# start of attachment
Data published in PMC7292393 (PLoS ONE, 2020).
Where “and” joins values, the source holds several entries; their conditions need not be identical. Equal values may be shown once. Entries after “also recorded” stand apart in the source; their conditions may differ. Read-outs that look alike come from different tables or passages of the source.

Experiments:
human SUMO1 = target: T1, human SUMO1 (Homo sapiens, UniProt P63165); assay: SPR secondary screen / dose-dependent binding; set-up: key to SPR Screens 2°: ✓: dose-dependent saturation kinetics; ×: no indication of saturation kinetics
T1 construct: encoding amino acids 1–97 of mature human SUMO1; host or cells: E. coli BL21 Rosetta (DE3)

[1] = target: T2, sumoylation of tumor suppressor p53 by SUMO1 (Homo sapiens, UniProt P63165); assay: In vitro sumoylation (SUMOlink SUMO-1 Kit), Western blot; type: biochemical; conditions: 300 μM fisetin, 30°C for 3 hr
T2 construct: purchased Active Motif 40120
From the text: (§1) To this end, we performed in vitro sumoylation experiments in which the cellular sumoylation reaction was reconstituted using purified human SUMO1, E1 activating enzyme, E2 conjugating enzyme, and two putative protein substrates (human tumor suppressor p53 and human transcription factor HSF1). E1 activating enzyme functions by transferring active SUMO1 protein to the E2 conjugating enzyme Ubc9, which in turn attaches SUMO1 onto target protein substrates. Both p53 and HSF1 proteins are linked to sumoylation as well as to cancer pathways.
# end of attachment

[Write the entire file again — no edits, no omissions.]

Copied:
Data published in PMC7292393 (PLoS ONE, 2020).
Where “and” joins values, the source holds several entries; their conditions need not be identical. Equal values may be shown once. Entries after “also recorded” stand apart in the source; their conditions may differ. Read-outs that look alike come from different tables or passages of the source.

Experiments:
human SUMO1 = target: T1, human SUMO1 (Homo sapiens, UniProt P63165); assay: SPR secondary screen / dose-dependent binding; set-up: key to SPR Screens 2°: ✓: dose-dependent saturation kinetics; ×: no indication of saturation kinetics
T1 construct: encoding amino acids 1–97 of mature human SUMO1; host or cells: E. coli BL21 Rosetta (DE3)

[1] = target: T2, sumoylation of tumor suppressor p53 by SUMO1 (Homo sapiens, UniProt P63165); assay: In vitro sumoylation (SUMOlink SUMO-1 Kit), Western blot; type: biochemical; conditions: 300 μM fisetin, 30°C for 3 hr
T2 construct: purchased Active Motif 40120
From the text: (§1) To this end, we performed in vitro sumoylation experiments in which the cellular sumoylation reaction was reconstituted using purified human SUMO1, E1 activating enzyme, E2 conjugating enzyme, and two putative protein substrates (human tumor suppressor p53 and human transcription factor HSF1). E1 activating enzyme functions by transferring active SUMO1 protein to the E2 conjugating enzyme Ubc9, which in turn attaches SUMO1 onto target protein substrates. Both p53 and HSF1 proteins are linked to sumoylation as well as to cancer pathways.